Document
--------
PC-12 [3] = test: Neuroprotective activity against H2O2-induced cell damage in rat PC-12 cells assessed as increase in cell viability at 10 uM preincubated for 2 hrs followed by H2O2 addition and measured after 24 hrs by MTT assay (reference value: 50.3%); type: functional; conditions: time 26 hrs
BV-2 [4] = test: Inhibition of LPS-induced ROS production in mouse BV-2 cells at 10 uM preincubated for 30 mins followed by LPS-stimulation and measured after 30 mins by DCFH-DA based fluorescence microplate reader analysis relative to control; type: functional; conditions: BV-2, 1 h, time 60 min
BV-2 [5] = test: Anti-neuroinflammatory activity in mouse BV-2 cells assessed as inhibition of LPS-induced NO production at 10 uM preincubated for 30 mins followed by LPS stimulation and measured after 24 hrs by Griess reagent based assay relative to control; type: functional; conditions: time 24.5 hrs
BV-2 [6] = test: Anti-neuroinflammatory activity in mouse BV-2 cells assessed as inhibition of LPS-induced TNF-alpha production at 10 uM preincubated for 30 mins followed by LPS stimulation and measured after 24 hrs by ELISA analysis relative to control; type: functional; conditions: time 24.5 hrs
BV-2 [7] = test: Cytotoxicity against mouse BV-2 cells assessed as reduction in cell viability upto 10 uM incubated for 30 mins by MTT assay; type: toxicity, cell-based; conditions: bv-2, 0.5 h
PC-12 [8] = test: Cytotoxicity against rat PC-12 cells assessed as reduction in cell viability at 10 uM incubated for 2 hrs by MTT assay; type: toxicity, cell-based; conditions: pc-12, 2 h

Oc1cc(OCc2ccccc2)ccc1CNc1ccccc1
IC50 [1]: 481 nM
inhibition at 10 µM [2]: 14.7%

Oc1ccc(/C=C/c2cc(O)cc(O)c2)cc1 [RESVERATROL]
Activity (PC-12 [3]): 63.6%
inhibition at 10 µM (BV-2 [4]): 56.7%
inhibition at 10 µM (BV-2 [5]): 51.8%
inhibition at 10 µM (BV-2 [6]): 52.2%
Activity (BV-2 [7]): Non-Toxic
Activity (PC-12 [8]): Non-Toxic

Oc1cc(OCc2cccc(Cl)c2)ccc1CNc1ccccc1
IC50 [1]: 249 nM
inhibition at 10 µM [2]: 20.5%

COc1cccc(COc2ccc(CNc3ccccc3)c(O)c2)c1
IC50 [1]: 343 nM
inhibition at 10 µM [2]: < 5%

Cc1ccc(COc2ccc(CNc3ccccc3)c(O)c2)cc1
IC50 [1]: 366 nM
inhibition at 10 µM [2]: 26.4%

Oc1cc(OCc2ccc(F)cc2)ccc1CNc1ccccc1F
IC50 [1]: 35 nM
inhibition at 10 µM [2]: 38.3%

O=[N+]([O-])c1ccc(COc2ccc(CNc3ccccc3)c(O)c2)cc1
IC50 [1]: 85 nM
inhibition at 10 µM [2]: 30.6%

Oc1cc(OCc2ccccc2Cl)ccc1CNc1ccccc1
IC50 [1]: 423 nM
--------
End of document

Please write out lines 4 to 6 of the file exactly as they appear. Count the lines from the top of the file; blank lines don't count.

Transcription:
BV-2 [6] = test: Anti-neuroinflammatory activity in mouse BV-2 cells assessed as inhibition of LPS-induced TNF-alpha production at 10 uM preincubated for 30 mins followed by LPS stimulation and measured after 24 hrs by ELISA analysis relative to control; type: functional; conditions: time 24.5 hrs
BV-2 [7] = test: Cytotoxicity against mouse BV-2 cells assessed as reduction in cell viability upto 10 uM incubated for 30 mins by MTT assay; type: toxicity, cell-based; conditions: bv-2, 0.5 h
PC-12 [8] = test: Cytotoxicity against rat PC-12 cells assessed as reduction in cell viability at 10 uM incubated for 2 hrs by MTT assay; type: toxicity, cell-based; conditions: pc-12, 2 h